In response to today’s publication of Government workforce statistics, Anne Willmot, age director, Business in the Community said: "Government figures published this morning show that the numbers of older workers over the age of 50 continues to increase. What is particularly striking is the growth in employment rates amongst women and especially those aged 60-64. Employment rates for this age group of women has increased from less than 1 in 5 to almost 1 in 2 in the last 30 years.
"Older workers bring a wealth of vital skills and experience to the workforce which are often overlooked by employers and they can even face age bias. Over the next decade the population of workers in their 20's is set to shrink by over half a million while those aged 55-64 is set to rise by 1.34 million.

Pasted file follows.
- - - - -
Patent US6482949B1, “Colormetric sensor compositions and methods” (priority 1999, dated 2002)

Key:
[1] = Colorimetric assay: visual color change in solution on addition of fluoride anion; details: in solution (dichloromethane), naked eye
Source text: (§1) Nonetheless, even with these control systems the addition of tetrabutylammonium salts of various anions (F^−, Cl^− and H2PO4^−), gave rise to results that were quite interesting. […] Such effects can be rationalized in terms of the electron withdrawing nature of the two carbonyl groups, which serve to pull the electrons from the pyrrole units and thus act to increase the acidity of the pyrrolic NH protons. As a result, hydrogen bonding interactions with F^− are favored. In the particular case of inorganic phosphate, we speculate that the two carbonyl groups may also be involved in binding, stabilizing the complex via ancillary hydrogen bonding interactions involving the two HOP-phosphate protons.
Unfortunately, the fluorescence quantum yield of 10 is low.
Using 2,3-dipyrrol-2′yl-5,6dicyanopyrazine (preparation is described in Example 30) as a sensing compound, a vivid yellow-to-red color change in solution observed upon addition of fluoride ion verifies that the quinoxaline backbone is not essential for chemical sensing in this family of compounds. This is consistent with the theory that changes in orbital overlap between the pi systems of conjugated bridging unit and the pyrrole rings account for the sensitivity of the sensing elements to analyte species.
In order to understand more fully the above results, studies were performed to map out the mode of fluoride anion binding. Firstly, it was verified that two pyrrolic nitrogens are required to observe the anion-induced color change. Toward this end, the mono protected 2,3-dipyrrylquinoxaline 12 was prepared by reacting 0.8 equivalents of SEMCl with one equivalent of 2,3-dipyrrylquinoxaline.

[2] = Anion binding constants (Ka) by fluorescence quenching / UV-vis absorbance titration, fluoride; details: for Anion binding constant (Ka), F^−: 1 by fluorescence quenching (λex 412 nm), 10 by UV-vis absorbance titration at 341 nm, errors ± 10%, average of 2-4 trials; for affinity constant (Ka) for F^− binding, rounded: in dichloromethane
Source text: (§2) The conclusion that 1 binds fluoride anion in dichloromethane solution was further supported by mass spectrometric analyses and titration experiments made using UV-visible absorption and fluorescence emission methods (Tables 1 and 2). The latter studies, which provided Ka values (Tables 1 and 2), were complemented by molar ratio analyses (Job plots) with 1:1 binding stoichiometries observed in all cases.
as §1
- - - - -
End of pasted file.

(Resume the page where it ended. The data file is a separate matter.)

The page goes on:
"Too many older workers leave the workplace not through choice but because they struggle to combine work with their caring responsibilities or physical and mental health conditions. For instance our latest Mental Health at Work report shows that while more older workers feel comfortable talking about their mental health at work compared to younger people, crucially they are less likely to feel that their line manager is concerned about their wellbeing than their younger counterparts. Business needs to act now to retain its older workers."
Alex Delaney, PR manager, Business in the Community, Tel: 020 7566 8694, Email: email@example.com